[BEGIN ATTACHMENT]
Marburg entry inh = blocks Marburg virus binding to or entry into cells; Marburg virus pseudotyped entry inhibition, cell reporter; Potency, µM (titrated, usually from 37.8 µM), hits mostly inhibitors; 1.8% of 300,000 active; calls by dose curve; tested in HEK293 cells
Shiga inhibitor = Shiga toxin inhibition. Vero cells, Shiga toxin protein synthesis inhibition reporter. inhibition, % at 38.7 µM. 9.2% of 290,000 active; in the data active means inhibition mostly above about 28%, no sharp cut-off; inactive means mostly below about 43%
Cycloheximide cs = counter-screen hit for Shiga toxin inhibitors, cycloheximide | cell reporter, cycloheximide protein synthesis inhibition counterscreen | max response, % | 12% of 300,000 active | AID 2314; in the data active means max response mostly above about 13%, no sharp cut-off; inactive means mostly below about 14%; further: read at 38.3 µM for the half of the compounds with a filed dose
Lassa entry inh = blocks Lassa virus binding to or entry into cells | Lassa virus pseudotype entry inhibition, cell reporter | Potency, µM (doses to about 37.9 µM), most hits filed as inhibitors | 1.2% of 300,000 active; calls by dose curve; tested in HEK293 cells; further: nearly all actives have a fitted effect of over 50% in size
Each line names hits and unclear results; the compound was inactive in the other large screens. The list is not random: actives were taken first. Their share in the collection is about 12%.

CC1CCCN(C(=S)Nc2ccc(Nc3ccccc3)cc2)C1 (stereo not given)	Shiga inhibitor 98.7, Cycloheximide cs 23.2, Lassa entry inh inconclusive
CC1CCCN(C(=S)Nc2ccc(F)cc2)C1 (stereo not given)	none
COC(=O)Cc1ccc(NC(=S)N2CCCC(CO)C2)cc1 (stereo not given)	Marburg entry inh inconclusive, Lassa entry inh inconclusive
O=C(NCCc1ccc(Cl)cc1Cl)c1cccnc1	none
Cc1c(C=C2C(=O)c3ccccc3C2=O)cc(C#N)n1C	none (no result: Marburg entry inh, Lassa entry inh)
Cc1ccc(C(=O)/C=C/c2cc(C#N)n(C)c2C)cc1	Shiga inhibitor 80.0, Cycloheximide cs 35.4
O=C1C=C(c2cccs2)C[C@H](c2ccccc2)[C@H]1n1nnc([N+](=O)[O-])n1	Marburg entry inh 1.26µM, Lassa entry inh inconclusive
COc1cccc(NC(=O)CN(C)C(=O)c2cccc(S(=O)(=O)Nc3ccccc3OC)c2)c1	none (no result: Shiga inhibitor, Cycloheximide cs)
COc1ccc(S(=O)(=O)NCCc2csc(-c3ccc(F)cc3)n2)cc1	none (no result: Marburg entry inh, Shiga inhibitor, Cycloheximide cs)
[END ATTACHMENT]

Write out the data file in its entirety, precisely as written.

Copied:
Marburg entry inh = blocks Marburg virus binding to or entry into cells; Marburg virus pseudotyped entry inhibition, cell reporter; Potency, µM (titrated, usually from 37.8 µM), hits mostly inhibitors; 1.8% of 300,000 active; calls by dose curve; tested in HEK293 cells
Shiga inhibitor = Shiga toxin inhibition. Vero cells, Shiga toxin protein synthesis inhibition reporter. inhibition, % at 38.7 µM. 9.2% of 290,000 active; in the data active means inhibition mostly above about 28%, no sharp cut-off; inactive means mostly below about 43%
Cycloheximide cs = counter-screen hit for Shiga toxin inhibitors, cycloheximide | cell reporter, cycloheximide protein synthesis inhibition counterscreen | max response, % | 12% of 300,000 active | AID 2314; in the data active means max response mostly above about 13%, no sharp cut-off; inactive means mostly below about 14%; further: read at 38.3 µM for the half of the compounds with a filed dose
Lassa entry inh = blocks Lassa virus binding to or entry into cells | Lassa virus pseudotype entry inhibition, cell reporter | Potency, µM (doses to about 37.9 µM), most hits filed as inhibitors | 1.2% of 300,000 active; calls by dose curve; tested in HEK293 cells; further: nearly all actives have a fitted effect of over 50% in size
Each line names hits and unclear results; the compound was inactive in the other large screens. The list is not random: actives were taken first. Their share in the collection is about 12%.

CC1CCCN(C(=S)Nc2ccc(Nc3ccccc3)cc2)C1 (stereo not given)	Shiga inhibitor 98.7, Cycloheximide cs 23.2, Lassa entry inh inconclusive
CC1CCCN(C(=S)Nc2ccc(F)cc2)C1 (stereo not given)	none
COC(=O)Cc1ccc(NC(=S)N2CCCC(CO)C2)cc1 (stereo not given)	Marburg entry inh inconclusive, Lassa entry inh inconclusive
O=C(NCCc1ccc(Cl)cc1Cl)c1cccnc1	none
Cc1c(C=C2C(=O)c3ccccc3C2=O)cc(C#N)n1C	none (no result: Marburg entry inh, Lassa entry inh)
Cc1ccc(C(=O)/C=C/c2cc(C#N)n(C)c2C)cc1	Shiga inhibitor 80.0, Cycloheximide cs 35.4
O=C1C=C(c2cccs2)C[C@H](c2ccccc2)[C@H]1n1nnc([N+](=O)[O-])n1	Marburg entry inh 1.26µM, Lassa entry inh inconclusive
COc1cccc(NC(=O)CN(C)C(=O)c2cccc(S(=O)(=O)Nc3ccccc3OC)c2)c1	none (no result: Shiga inhibitor, Cycloheximide cs)
COc1ccc(S(=O)(=O)NCCc2csc(-c3ccc(F)cc3)n2)cc1	none (no result: Marburg entry inh, Shiga inhibitor, Cycloheximide cs)